(In several parts of Greece we define a sectionalist as anybody who mistakenly thinks their land is more beautiful than ours)

Another room I find very interesting in the Benaki is a room that hosts tens of paintings of foreign visitors to Greece while under the Ottoman rule

The great majority of them are of ancient ruins

The great majority of those are of the Acropolis
It showcases what our allies expected to find when they helped us fight the Ottomans: the children of the ancients

Not any ancient Greek. Ancient Athenians, the intellectual mentors of their own Renaissance

They did not. They found a nation of Greeks, Vlachs, Arvanites, Jews and Muslims, Slavs and Turks who had evolved through centuries
Influences from the East and the West, immigration and migration, trade and shipping through 2000 years of history had left their mark while preserving the multiple facets of Hellenism on a regional level

And although no peoples might ever reach the intense prolific nature of our ancient Athenian forefathers, 2000 years had made us, in many ways richer in all aspects of our lives and culture

However, our progress away from the ancients and our varied nature rather disappointed those who envisioned the recreation of ancient Athens

So, in 1833, several Greek leaders, encouraged by our allies, started doing something no leader should ever do

They started erasing history

In an effort to unify Greece and “re-westernize” Greeks, our allies helped establish a powerful central state and a Bavarian king as its head
Two rather un-Greek institutions
So much was the need for a centralized power that all peripheral institutions, like local government and the judiciary, were kept weak and dependent on central authority

Without a Constitution until 1843 the King ruled, more or less with absolute power and after his fall the central state took over, more or less the same level of control

Interestingly enough, one of the purposes of the original powerful centralized state was to collect taxes so Greece would repay its debts caused by the revolution

A priority mirrored today by the Troika, the European body that is trying to get Greece to repay its debts to its creditors, also pushing for a stronger centralized state, few decision-making bodies and one centralized fund managing all Greek assets, from the tiniest beach to large state corporations, leveraged to guarantee Greek debt to foreign debtholders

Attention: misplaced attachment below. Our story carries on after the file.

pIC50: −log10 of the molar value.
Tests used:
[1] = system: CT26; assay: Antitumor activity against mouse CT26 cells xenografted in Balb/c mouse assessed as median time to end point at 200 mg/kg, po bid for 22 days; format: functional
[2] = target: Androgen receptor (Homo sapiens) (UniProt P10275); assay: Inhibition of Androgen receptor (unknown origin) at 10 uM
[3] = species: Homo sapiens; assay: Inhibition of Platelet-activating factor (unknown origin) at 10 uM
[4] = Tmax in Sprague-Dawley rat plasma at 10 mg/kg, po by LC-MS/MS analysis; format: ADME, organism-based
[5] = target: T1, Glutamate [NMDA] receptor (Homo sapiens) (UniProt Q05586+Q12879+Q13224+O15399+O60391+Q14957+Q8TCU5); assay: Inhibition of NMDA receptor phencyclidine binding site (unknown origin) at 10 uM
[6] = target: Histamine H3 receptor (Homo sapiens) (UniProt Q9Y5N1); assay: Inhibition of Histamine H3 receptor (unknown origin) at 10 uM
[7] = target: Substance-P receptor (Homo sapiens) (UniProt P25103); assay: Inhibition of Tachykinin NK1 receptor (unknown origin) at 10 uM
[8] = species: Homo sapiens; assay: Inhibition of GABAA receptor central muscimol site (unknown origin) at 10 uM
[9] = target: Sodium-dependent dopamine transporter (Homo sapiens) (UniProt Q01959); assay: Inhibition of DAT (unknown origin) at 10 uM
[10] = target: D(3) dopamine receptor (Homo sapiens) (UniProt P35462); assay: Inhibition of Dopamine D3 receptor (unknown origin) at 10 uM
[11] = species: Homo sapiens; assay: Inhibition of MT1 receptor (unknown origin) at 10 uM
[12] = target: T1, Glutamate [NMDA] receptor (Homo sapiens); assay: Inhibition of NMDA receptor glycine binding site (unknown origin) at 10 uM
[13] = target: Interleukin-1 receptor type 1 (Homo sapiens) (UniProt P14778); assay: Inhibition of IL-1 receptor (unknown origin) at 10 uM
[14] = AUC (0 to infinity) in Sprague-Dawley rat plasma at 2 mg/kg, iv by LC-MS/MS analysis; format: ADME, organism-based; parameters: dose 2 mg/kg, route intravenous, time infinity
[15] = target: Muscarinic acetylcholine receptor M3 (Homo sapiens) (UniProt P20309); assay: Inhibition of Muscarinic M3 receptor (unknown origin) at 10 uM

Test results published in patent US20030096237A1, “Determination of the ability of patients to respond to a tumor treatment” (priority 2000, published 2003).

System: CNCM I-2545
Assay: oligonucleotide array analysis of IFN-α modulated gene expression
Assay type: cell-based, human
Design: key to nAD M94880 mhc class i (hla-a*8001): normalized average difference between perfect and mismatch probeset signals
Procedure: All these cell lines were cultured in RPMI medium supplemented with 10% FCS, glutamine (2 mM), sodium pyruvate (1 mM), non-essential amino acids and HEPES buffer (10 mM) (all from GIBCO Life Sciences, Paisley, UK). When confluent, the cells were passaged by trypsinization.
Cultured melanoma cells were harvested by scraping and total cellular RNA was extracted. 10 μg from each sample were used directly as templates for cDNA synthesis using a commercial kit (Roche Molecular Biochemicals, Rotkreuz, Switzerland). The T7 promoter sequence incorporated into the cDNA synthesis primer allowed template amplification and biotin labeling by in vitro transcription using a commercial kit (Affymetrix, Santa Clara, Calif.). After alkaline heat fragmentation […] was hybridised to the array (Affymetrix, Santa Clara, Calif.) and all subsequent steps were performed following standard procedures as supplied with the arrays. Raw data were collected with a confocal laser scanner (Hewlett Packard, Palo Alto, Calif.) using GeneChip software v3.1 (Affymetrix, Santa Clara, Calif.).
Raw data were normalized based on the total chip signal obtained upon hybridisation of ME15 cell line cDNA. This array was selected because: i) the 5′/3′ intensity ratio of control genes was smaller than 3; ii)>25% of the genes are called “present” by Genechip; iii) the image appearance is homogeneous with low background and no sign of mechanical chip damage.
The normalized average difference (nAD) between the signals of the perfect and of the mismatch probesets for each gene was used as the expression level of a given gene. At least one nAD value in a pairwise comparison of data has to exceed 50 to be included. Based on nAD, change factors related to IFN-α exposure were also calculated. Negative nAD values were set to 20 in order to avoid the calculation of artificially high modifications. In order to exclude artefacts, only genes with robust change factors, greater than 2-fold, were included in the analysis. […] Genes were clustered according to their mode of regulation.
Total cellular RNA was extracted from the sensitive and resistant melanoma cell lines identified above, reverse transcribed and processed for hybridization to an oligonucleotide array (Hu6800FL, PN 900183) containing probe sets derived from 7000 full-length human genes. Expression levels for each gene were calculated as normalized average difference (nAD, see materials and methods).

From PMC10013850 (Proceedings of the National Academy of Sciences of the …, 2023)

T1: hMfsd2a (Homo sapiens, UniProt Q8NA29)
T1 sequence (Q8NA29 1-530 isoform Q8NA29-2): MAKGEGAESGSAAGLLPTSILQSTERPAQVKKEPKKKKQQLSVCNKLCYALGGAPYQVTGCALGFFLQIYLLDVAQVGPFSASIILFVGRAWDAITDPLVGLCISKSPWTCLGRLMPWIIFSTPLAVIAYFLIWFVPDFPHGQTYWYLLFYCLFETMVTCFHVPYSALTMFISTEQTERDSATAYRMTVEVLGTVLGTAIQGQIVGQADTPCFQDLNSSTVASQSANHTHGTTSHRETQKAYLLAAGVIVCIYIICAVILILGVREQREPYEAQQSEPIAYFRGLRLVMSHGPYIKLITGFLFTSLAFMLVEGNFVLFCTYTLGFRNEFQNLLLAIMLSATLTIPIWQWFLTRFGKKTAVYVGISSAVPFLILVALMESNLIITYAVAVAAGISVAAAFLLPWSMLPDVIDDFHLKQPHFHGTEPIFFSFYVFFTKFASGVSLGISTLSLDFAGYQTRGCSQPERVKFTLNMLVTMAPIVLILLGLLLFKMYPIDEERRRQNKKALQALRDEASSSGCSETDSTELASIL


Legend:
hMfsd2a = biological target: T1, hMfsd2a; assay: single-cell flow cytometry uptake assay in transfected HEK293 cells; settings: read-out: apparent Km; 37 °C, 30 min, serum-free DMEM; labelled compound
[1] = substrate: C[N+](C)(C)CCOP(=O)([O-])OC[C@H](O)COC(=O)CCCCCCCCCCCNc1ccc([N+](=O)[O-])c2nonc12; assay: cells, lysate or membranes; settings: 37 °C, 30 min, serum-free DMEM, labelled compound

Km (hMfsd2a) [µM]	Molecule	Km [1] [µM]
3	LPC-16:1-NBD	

Needless to say, the king lasted approximately 30 years and the monarchy struggled to reestablish itself several times until 1974 when Greeks voted to abolish it

But the centralized state and the weak institutions lasted until today and the former grew more powerful by managing and distributing wealth and building clientelist relationships
Which brings me to the slow death of Greek creativity and the perils of the Greek economy

How many people here are familiar with the term Dutch Disease?
It refers to the problems that occur when an economy is over dependent on a natural resource and the resource runs out or cannot be extracted anymore

While the economy depends on one resource, people stop producing what they are traditionally good at and this leads the economy to fail when the resource is no more

It took the Dutch more than 15 years to revive their economy after 15 years of relying extensively on the extraction of natural gas

Well, since 1945 the Greek economy has grown as if we discovered gas

In the ‘40s we got the money from the Marshall Plan
These were US funds aimed at developing the Greek economy and keeping Greece away from the Communist block and the USSR
In the 50’s and 60’s we had money transfers from Greek immigrants in the US, Australia and Germany
In the 60’s and 70’s came investments from Greek ship owners who repatriated their capital
In the 80’s, 90’s and 2000s came funds from the EU